More women are hunting and fishing in Wyoming. The state’s Game and Fish Dept. annual review, issued on Dec. 31, found that over the past 10 years participation by women in hunting has increased by 30.5% and 14.4% in fishing.
America’s Conservation Enhancement Act passed in the US Senate by unanimous vote. According to a Jan. 12 article in The New American Journal, this bi-partisan package of two bills would expand federal conservation programs. One bill is to reauthorize the North American Wetlands Conservation Act through 2025 and increase its annual funding to $60 million; the second bill would authorize the National Fish Habitat Action Plan for conserving and restoring fish habitats nationwide. The ACE Act now must be approved by the US House.
The “Superbowl” of python hunting brought in some 80 snakes between Jan. 10–20 in Florida. The number has not even dented the state’s population of invasive Burmese pythons, which may be as high as 100,000 animals, but organizers say their intent was to raise public awareness of the snakes, which have been devouring native animals and birds. According to CNN, the 10-day “Python Bowl” contest awarded all-terrain vehicles and cash to the hunters who killed the most and biggest pythons, which can grow to 20 feet (6.10 m) in length.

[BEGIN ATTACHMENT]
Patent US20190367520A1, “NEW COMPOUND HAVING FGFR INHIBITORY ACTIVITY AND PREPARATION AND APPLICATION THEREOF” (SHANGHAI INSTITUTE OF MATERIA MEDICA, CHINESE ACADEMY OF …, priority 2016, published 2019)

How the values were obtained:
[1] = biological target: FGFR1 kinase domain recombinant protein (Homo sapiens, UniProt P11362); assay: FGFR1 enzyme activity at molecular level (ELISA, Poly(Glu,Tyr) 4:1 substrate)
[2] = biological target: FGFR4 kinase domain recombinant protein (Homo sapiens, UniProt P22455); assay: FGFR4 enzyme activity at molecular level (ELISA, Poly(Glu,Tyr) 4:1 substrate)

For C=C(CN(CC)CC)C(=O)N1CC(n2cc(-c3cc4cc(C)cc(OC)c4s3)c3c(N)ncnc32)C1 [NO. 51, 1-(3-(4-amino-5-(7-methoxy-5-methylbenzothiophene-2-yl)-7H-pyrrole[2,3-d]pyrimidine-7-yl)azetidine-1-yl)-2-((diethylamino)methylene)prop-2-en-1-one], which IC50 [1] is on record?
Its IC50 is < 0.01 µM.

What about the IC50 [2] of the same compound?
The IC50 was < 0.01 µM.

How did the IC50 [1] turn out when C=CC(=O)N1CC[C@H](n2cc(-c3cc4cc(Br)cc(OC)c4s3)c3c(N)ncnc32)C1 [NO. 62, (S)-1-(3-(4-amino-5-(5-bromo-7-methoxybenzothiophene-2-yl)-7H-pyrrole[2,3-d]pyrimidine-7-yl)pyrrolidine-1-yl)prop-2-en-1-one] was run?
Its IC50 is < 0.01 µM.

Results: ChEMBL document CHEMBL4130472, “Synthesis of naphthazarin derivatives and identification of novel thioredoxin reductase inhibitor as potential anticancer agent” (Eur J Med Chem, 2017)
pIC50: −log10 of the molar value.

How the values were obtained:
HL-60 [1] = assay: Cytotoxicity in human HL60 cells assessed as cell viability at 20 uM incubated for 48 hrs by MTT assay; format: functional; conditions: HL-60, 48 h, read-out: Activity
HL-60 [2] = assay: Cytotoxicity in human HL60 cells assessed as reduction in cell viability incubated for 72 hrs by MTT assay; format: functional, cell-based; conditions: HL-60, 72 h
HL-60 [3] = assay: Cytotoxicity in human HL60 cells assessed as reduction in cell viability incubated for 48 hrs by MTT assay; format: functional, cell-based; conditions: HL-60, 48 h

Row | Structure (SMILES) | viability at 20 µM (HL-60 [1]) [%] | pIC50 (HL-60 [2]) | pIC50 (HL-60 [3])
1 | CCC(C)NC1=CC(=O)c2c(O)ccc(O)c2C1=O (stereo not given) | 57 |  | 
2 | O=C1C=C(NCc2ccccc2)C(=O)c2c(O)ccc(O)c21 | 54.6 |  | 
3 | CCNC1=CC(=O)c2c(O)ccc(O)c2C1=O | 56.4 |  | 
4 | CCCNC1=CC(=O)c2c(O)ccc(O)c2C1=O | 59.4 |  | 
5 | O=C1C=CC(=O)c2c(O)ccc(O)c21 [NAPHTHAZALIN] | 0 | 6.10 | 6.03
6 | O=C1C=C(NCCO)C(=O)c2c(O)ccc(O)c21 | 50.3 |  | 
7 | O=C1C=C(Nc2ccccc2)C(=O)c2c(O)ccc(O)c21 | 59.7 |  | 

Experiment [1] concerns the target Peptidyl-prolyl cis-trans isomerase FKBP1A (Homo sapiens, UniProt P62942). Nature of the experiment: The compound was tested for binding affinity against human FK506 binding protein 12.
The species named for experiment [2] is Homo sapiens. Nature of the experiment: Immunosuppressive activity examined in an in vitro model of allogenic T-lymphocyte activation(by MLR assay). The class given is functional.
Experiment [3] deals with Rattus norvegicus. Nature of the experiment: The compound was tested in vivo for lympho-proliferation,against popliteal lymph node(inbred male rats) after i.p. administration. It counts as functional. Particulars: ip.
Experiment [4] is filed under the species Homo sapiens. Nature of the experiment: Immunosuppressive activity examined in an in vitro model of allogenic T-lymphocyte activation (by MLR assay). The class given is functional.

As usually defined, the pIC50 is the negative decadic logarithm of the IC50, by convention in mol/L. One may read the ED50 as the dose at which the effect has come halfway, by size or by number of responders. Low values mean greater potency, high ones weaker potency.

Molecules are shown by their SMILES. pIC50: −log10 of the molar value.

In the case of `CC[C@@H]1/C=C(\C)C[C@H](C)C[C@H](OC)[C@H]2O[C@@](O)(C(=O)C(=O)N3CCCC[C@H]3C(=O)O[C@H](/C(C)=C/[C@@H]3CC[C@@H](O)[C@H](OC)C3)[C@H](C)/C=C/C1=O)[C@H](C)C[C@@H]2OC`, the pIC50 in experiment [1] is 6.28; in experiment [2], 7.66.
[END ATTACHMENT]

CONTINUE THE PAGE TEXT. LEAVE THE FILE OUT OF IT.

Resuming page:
A Florida woman who fed vultures, alligators and other wildlife at her gated-community home agreed to pay $53,000 to settle a lawsuit brought by her homeowners’ association. According to a Jan. 16 ABC News story, Irma Acosta Arya was also permanently enjoined from feeding wildlife.
The Siku app and Web platform, named for the Inuktitut word for sea ice, lets users post observations about dangerous Arctic ice or weather conditions, record wildlife sightings and trade hunting stories and oral Inuit history. According to a Dec. 4 report by The Canadian Press, the app integrates modern weather, sea ice and satellite imagery and allows travelers to post about potentially perilous conditions. The app, on SIKU.org, offers Social, Wildlife, Sea Ice and Tools posts. Sea Ice, for example, provides users with the ability to report on conditions, while the Tools button provides ways to capture data with an ice core or water sample. “It’s time for the harpoon and the computer to work together,” said a Hudson’s Bay hunter who died recently.